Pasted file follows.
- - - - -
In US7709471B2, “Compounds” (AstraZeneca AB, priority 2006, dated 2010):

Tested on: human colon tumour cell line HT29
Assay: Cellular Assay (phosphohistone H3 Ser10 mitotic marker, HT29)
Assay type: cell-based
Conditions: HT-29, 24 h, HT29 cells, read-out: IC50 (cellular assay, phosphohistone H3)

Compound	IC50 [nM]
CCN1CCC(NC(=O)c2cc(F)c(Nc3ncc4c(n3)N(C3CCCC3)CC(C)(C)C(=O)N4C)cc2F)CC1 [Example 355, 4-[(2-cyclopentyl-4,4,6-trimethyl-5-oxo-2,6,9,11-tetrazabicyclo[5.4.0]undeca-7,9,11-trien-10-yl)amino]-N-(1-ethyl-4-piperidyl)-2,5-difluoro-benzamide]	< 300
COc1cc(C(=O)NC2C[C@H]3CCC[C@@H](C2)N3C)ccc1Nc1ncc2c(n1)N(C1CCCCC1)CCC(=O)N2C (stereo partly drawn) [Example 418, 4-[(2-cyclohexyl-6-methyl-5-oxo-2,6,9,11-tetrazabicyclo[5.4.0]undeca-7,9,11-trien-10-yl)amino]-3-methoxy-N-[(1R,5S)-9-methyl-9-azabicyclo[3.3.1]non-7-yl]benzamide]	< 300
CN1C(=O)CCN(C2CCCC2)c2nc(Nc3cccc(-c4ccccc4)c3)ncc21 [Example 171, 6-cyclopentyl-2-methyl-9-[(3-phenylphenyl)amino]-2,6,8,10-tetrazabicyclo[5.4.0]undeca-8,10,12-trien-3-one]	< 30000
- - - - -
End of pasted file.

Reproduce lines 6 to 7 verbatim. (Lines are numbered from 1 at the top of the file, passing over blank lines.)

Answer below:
Compound	IC50 [nM]
CCN1CCC(NC(=O)c2cc(F)c(Nc3ncc4c(n3)N(C3CCCC3)CC(C)(C)C(=O)N4C)cc2F)CC1 [Example 355, 4-[(2-cyclopentyl-4,4,6-trimethyl-5-oxo-2,6,9,11-tetrazabicyclo[5.4.0]undeca-7,9,11-trien-10-yl)amino]-N-(1-ethyl-4-piperidyl)-2,5-difluoro-benzamide]	< 300